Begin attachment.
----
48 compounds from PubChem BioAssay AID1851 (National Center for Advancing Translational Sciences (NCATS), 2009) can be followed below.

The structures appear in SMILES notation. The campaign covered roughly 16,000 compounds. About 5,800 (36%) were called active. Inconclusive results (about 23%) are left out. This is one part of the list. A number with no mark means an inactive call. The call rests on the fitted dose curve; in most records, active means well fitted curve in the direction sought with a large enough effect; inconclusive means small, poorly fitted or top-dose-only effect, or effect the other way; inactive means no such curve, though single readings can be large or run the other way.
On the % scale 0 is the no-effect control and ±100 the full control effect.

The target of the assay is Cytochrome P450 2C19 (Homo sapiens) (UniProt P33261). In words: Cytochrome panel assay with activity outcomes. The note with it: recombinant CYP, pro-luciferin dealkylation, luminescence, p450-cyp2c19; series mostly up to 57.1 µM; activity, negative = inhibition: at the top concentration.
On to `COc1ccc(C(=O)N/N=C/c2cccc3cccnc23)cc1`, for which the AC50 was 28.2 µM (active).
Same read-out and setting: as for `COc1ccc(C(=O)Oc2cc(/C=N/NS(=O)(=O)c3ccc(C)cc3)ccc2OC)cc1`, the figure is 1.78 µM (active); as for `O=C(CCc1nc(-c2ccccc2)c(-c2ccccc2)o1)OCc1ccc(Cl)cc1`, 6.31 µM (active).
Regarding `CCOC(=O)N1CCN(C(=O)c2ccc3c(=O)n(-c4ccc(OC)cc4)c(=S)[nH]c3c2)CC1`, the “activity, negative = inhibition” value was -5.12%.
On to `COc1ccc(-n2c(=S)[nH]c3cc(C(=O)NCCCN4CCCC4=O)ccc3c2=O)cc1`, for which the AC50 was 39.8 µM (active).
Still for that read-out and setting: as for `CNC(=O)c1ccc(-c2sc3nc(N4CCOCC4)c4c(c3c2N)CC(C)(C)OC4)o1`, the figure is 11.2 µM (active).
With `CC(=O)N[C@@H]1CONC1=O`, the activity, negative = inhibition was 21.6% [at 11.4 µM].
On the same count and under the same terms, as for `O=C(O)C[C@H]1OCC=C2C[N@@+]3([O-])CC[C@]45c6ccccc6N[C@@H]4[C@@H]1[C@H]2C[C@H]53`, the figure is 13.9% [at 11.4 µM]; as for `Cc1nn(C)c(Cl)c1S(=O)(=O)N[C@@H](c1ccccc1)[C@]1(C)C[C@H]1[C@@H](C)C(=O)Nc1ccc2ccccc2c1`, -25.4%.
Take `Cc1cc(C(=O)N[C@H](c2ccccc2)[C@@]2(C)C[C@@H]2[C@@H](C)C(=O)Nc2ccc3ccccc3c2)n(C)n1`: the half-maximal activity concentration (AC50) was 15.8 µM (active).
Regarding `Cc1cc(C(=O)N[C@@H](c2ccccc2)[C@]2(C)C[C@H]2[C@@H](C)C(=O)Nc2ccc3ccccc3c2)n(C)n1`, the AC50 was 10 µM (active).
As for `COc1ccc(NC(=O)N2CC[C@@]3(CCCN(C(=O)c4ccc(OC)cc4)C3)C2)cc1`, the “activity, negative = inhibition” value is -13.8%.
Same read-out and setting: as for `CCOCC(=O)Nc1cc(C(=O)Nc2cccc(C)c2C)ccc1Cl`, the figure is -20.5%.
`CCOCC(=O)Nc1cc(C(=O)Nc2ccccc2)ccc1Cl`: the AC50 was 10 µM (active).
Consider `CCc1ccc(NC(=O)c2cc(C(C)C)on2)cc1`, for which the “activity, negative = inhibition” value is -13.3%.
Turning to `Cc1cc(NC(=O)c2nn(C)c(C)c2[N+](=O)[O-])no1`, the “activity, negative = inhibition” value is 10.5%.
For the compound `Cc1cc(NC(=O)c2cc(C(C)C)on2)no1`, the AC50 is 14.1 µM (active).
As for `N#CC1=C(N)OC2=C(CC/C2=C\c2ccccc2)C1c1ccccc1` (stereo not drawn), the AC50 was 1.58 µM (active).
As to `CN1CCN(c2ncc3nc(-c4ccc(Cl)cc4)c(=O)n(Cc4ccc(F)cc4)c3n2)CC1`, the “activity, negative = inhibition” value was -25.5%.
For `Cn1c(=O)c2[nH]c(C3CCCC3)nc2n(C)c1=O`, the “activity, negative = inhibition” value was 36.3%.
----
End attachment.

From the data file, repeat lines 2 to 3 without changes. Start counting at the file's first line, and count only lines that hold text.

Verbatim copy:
The structures appear in SMILES notation. The campaign covered roughly 16,000 compounds. About 5,800 (36%) were called active. Inconclusive results (about 23%) are left out. This is one part of the list. A number with no mark means an inactive call. The call rests on the fitted dose curve; in most records, active means well fitted curve in the direction sought with a large enough effect; inconclusive means small, poorly fitted or top-dose-only effect, or effect the other way; inactive means no such curve, though single readings can be large or run the other way.
On the % scale 0 is the no-effect control and ±100 the full control effect.